Mugu was presented way back, during the 1st month of my graveyard duty. The owner noticed a string coming out if her anus. She may have ingested those strings the day earlier when the owner’s sister was repairing her uniform. We took a radiograph and tadaaan!!!

Two needles were visible on the radiograph at the colorectal area. We waited for the foreign materials to pass out from the anus with a little assistance. Mugu was lucky enough to pass out the neddles without further damage aside from one needle piercing the anal sphincter. After that Mugu came home a very happy dog.


Be responsible enough for your pets. As owners, you should be responsible enough to know your pets and keep them protected and safe. In some instances though, accidents happen yet, it will still be the owner’s responsibility for their pet to receive veterinary care and treatment.

This case was presented a few weeks ago. This Dachshund, Peanuts was brought in the clinic at about 12 midnight due to hacking. The owners only observed it the same night of presentation. Her appetite was normal and without problems in defecation and in urination. She was active and responsive at presentation. The caretaker told us that she did not succeed in trying to prevent the Peanuts from eating something earlier. She said she was unable to identify the object.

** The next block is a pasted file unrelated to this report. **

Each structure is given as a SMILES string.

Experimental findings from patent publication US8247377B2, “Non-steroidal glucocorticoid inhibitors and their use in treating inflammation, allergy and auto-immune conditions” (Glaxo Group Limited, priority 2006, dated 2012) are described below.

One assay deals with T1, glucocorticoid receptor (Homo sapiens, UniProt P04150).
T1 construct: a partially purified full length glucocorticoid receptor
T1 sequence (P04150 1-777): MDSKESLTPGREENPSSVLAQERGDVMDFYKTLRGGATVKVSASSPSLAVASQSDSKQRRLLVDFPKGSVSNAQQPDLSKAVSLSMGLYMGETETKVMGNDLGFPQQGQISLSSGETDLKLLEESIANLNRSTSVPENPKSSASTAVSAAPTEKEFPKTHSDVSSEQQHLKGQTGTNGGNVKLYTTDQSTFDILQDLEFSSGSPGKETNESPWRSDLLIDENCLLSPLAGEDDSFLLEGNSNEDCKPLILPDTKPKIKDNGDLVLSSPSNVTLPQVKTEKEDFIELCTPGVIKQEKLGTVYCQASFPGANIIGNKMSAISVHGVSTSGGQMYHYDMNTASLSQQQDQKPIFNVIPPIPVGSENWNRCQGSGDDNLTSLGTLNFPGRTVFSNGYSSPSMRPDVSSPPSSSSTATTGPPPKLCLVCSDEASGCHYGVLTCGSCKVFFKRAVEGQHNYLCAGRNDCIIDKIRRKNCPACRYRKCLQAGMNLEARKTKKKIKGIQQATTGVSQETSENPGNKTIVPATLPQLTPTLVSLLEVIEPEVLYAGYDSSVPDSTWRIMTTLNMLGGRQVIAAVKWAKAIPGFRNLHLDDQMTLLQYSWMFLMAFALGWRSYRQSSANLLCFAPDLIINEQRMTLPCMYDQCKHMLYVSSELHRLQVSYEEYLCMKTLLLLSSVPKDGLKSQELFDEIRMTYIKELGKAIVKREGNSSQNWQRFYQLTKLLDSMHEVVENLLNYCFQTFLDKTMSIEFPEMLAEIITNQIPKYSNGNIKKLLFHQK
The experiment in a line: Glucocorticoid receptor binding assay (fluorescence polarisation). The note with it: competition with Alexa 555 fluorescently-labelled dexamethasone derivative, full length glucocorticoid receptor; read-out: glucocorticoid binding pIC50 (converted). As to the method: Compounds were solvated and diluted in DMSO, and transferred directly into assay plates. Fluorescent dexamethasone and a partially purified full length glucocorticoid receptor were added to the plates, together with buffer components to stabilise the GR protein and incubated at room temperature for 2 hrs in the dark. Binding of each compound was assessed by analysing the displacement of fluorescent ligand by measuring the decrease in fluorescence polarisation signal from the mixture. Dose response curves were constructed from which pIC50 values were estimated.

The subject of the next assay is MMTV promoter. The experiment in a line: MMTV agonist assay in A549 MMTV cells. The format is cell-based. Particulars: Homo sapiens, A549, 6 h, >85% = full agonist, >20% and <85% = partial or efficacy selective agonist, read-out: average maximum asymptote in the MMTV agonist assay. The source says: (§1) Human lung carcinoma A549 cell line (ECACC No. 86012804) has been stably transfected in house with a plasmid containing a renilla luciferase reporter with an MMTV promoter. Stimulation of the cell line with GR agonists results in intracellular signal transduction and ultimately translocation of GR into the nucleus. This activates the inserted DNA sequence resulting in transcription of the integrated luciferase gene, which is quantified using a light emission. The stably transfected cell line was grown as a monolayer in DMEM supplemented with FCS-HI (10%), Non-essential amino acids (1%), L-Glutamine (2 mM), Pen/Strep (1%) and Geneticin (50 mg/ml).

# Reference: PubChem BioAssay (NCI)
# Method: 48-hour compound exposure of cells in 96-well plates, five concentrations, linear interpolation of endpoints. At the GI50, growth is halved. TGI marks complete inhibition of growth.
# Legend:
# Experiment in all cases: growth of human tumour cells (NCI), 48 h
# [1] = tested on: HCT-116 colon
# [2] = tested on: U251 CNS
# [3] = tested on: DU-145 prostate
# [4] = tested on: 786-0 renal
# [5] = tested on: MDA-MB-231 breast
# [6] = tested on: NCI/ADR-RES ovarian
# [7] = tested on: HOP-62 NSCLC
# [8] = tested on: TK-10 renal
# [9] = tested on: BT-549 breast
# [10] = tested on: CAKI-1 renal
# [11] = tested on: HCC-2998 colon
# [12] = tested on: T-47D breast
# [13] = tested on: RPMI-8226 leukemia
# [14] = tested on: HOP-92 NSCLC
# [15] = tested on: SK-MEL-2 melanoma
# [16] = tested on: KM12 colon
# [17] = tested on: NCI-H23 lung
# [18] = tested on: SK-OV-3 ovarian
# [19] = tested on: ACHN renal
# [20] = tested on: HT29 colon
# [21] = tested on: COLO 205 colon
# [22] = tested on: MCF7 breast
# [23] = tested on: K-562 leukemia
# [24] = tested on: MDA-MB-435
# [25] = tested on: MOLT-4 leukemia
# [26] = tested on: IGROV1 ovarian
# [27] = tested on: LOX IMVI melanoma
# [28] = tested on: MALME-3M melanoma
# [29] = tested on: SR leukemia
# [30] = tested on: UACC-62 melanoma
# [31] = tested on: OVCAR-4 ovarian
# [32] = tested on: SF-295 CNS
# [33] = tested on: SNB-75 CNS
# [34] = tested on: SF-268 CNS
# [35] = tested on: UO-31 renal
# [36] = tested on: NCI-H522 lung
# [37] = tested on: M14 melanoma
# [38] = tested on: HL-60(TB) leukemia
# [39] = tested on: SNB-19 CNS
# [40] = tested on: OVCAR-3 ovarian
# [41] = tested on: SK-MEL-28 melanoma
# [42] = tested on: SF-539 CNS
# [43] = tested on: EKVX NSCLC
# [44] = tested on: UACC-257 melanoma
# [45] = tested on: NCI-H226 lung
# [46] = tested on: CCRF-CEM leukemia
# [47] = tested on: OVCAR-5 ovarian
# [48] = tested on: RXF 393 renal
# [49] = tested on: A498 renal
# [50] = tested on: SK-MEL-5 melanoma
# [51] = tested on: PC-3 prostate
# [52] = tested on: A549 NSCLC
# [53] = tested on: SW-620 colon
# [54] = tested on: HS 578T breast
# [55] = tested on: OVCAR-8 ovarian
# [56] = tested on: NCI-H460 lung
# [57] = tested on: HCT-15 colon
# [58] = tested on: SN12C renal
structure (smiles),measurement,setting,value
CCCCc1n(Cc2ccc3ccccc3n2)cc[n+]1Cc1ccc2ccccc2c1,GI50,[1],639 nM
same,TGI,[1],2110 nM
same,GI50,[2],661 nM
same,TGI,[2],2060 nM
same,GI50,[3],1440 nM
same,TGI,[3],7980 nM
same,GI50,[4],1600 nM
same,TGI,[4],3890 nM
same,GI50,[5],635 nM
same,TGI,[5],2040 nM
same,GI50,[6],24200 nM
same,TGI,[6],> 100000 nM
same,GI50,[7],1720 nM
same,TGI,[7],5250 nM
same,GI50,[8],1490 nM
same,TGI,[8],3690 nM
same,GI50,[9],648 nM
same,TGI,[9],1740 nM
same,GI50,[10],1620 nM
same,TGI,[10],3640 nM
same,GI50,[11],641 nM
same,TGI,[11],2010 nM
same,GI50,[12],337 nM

I requested for radiograph to check for the trachea and chest, and here’s what we saw…

Notice the Radio-opaque material at the area of the hyoid apparatus of Peanuts.

We tried to open up Peanut’s mouth to see if we will be able to see the object and retrieve it without the need for sedation, but we were out of luck. Next Stop: Sedation. But I do not sedate a pet without a bloodtest. You can never be too sure if they have a concurrent kidney or liver disease and with such problem may cause further complications such as death.

Peanuts’ blood profile was normal though and we proceeded to sedate her.

With the aid of a laryngoscope and my trusty technician, we performed the examination in the surgery room and tried to locate the foreign object. I hoped that Peanuts did not accidentally swallowed the object while waiting for the blood test results and during induction or else, it will be a major disaster… Luckily after a few minute of probing, I finally saw a silver material embedded at the ventral area of the larynx. It was a sewing needle!

The needle after retrieving it from Peanuts.

Peanuts during the recovery period

Whoah! Was Peanuts trying to stitch something up?

The caretaker was apparently sewing earlier and lost the needle after using it, and here comes Peanuts…

Everything went well until the owners declined to pay the total amount of the check up! Wow! Talk about responsibility…